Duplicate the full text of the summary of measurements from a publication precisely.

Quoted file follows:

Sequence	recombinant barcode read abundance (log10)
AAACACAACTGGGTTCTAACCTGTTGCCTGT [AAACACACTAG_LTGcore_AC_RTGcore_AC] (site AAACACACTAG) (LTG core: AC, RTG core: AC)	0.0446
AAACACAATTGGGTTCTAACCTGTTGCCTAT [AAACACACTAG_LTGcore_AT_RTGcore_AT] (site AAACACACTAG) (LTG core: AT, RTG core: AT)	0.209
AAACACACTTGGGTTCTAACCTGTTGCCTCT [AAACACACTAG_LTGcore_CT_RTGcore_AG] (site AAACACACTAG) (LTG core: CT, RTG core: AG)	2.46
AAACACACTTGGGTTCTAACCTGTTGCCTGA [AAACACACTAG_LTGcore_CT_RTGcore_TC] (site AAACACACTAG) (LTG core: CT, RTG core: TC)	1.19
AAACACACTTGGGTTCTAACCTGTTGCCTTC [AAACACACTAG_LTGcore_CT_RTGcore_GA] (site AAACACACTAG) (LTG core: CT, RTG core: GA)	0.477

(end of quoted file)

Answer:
Sequence	recombinant barcode read abundance (log10)
AAACACAACTGGGTTCTAACCTGTTGCCTGT [AAACACACTAG_LTGcore_AC_RTGcore_AC] (site AAACACACTAG) (LTG core: AC, RTG core: AC)	0.0446
AAACACAATTGGGTTCTAACCTGTTGCCTAT [AAACACACTAG_LTGcore_AT_RTGcore_AT] (site AAACACACTAG) (LTG core: AT, RTG core: AT)	0.209
AAACACACTTGGGTTCTAACCTGTTGCCTCT [AAACACACTAG_LTGcore_CT_RTGcore_AG] (site AAACACACTAG) (LTG core: CT, RTG core: AG)	2.46
AAACACACTTGGGTTCTAACCTGTTGCCTGA [AAACACACTAG_LTGcore_CT_RTGcore_TC] (site AAACACACTAG) (LTG core: CT, RTG core: TC)	1.19
AAACACACTTGGGTTCTAACCTGTTGCCTTC [AAACACACTAG_LTGcore_CT_RTGcore_GA] (site AAACACACTAG) (LTG core: CT, RTG core: GA)	0.477